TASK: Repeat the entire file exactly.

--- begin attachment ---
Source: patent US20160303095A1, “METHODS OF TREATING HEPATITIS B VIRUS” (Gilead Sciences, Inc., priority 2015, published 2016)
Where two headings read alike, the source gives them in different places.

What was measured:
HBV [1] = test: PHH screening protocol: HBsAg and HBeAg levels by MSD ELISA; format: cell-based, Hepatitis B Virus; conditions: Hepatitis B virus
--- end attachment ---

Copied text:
Source: patent US20160303095A1, “METHODS OF TREATING HEPATITIS B VIRUS” (Gilead Sciences, Inc., priority 2015, published 2016)
Where two headings read alike, the source gives them in different places.

What was measured:
HBV [1] = test: PHH screening protocol: HBsAg and HBeAg levels by MSD ELISA; format: cell-based, Hepatitis B Virus; conditions: Hepatitis B virus